An international team of scientists has found radioactive iron-60 in sediment and crust samples taken from the Pacific, Atlantic and Indian Oceans. They report that a series of massive supernova explosions occurring between 3.2 and 1.7 million years ago from stars less than 300 light-years away showered the Earth with radioactive debris.
Stars are born inside a rotating cloud of interstellar gas and dust. Before finding itself on the star, however, most of the cloud lands onto a circumstellar disc forming around the star. The manner in which the material is transported through the disc onto the star, causing the star to grow in mass, has recently become a major research topic in astrophysics.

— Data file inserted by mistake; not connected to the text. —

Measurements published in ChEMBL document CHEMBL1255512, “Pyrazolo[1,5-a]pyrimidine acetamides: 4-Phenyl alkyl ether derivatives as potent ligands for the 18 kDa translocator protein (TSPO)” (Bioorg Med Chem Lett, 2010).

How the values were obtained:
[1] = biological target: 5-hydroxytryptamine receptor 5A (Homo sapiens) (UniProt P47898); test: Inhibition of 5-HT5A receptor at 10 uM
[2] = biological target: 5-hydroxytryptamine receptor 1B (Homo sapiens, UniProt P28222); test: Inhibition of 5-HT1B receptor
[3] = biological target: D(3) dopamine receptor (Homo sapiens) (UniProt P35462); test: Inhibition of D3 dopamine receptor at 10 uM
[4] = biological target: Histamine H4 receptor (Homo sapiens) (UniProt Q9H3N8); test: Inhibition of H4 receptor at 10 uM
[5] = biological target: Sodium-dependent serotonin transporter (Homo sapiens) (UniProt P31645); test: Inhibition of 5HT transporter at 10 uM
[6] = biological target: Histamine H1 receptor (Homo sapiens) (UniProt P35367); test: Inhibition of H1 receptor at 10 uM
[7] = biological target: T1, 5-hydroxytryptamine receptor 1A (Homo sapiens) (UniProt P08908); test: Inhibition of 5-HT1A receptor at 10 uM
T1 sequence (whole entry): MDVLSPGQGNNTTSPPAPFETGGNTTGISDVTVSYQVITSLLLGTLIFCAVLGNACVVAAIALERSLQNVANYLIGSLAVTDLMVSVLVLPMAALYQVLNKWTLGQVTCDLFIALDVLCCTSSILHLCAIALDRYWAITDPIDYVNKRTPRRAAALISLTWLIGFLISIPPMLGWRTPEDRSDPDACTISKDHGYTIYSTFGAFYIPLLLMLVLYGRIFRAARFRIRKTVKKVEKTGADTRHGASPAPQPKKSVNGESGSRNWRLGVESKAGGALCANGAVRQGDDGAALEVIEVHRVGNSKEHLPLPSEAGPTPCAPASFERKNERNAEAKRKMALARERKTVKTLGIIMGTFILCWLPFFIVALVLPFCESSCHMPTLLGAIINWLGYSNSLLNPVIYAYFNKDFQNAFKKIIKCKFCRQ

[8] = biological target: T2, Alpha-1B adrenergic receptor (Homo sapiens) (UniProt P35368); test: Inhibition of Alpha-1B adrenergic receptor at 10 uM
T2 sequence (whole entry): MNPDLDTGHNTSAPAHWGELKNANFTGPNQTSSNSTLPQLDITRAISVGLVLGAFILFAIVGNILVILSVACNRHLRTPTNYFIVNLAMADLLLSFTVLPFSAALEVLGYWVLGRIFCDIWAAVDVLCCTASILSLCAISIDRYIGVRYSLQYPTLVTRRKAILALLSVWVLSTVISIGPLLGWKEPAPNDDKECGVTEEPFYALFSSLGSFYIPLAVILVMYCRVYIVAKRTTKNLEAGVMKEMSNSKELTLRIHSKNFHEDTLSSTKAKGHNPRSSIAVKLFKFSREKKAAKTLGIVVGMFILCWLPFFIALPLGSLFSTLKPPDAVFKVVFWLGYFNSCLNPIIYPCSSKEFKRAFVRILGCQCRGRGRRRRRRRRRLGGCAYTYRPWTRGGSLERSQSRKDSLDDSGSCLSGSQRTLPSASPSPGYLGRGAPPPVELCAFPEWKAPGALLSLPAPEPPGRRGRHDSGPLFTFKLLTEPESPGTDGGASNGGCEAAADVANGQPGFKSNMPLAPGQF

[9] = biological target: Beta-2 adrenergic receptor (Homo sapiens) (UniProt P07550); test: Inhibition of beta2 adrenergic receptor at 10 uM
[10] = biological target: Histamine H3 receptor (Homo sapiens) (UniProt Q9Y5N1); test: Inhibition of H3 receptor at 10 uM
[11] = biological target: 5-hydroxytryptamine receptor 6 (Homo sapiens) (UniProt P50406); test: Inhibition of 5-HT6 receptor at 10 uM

An international team of researchers have found a new way to measure the pull of gravity at the surface of a star. The new method allows scientists to measure surface gravity with an accuracy of about four percent, for stars too distant and too faint to apply current techniques. For remote stars with planets orbiting them, this information is key in determining whether any of those planets can harbour life.
Astronomers have used modern techniques to create a 3-D visualisation of all of the O- and B-type stars within 500 parsecs (1,630 light-years) of the Sun using data from ESA’s Hipparcos satellite. This new visualisation uncovers evidence for new structures in the distribution of these nearby hot stars, and new and surprising theories of how those stars formed.